Ancient Egypt and the Afterlife

Egyptian book of the dead

As early as the Eighteenth Dynasty, which began about 1580 B.C.E., most of the religious literature of ancient Egypt, including the Pyramid Texts—the oldest extant funerary literature in the world, dating back to as early as the fourth millennium B.C.E.—and certain revised editions of those texts, called the Coffin Texts, were brought together, reedited, and added to, and painted on sarcophagi and written on papyrus. This massive literary effort, the work of many authors and compilers, is now known as the Book of the Dead; its creators called it The Chapters of Coming Forth by Day. Although many known copies of this ancient work exist, no one copy contains all the chapters, which are thought to number around 200. The subject matter of each chapter is the beatification of the dead, but the chapters are as independent of one another as are the psalms in the Old Testament.

One of the most curious aspects of the Egyptian Book of the Dead is that while the work is filled with realistic and graphic scenes of the preparation of the deceased for mummification, there are no illustrations depicting death and dying. For a people obsessed with the mortuary and funerary aspects of death, the Egyptians seldom dealt with the actual ways in which people lost their lives. Some scholars have observed that it was not so much that the ancient Egyptians wished to avoid the unpleasant topic of death and dying; it was rather that they never really formulated any clear conception of the nature of death or of its cause.

By the time the text of the Book of the Dead was being copied on rolls of papyrus and placed in the tombs of the dead, a great social and religious revolution had taken place. Whereas the Pyramid Texts were meant only to be inscribed on the sarcophagi of the royals, it was now decreed that anyone who could afford the rituals would be entitled to follow the god Osiris into the afterlife. The cult of Osiris had now been extended so that any deceased human, commoner or noble-born, who had the means could become an "Osiris."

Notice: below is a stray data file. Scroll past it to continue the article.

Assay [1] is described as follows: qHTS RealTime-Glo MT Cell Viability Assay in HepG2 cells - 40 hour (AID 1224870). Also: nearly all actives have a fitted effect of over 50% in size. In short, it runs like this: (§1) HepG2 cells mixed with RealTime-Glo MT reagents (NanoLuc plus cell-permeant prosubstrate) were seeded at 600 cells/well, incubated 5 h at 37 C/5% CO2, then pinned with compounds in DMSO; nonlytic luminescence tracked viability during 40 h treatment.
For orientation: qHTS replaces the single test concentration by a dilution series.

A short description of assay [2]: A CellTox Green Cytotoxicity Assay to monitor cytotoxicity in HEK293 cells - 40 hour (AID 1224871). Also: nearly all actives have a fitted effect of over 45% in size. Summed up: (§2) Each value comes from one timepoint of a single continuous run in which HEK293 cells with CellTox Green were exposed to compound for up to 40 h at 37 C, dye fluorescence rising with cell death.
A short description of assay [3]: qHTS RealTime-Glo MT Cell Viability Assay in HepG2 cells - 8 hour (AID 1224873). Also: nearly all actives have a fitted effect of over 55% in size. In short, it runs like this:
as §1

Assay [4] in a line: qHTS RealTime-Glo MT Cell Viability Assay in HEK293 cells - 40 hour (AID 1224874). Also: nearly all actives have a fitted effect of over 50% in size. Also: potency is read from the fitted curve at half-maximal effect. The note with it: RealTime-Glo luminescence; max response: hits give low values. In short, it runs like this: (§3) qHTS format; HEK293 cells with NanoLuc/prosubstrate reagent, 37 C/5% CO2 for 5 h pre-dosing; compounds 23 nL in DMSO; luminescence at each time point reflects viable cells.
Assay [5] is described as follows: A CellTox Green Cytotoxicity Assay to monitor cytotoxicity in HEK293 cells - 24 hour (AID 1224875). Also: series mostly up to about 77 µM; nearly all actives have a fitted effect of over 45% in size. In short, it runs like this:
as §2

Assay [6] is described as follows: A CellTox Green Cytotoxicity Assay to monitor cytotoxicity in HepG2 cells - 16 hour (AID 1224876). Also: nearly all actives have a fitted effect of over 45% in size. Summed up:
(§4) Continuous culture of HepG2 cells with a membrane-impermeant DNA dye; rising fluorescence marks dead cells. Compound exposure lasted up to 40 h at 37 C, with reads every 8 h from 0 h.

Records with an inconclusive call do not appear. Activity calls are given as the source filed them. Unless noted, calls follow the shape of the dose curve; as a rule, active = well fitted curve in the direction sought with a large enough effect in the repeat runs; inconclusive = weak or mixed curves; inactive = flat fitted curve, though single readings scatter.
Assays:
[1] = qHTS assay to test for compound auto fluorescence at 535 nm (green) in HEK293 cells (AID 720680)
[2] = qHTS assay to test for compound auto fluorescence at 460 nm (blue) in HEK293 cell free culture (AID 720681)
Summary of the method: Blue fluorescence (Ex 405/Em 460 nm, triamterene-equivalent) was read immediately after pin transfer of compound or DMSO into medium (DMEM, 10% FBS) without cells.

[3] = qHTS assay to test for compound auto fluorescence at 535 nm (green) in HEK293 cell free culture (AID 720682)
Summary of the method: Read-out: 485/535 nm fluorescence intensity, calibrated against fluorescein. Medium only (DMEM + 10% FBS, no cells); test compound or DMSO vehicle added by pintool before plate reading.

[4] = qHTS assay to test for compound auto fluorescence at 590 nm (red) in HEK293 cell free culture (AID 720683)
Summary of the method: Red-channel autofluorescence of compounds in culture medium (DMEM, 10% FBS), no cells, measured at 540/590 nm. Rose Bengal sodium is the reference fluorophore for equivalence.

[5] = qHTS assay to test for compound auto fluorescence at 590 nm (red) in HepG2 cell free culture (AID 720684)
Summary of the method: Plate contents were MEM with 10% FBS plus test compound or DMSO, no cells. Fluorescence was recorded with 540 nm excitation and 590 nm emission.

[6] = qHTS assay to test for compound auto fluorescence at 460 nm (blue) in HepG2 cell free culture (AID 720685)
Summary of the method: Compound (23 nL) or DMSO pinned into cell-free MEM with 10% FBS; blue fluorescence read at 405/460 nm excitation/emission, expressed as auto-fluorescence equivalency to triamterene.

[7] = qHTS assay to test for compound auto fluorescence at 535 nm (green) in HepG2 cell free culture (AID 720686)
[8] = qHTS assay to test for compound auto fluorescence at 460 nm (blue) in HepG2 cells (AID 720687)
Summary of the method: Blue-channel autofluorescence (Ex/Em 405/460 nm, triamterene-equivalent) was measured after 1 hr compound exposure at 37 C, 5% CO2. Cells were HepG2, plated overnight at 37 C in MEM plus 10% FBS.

The most important ceremony associated with the preparation of the dead was the opening of the eyes, mouth, ears, and nose of the deceased. This rite was thought to guarantee

In ancient Egypt, dead people's bodies were prepared for mummification. It was believed they would go to an afterlife. (AP/WIDE WORLD PHOTOS)
In ancient Egypt, dead people's bodies were prepared for mummification. It was believed they would go to an afterlife. (
life to the body and make it possible for the ba to reenter its former dwelling. If the deceased's budget allowed, it was also customary to bring into the tomb a number of small figures called ushabtiu, whose duty was to speak up and give character witness when the entombed stood before Osiris and the 42 divine judges.

The Book of the Dead also contained certain holy incantations that were designed to free the ka from the tomb and allow it to be incarnated again. The spirit might experience an existence as a hawk, a heron, or even a plant form, such as a lotus or a lily, moving along through various expressions of the life force until, after about 3,000 years, it could once again achieve rebirth as a human.

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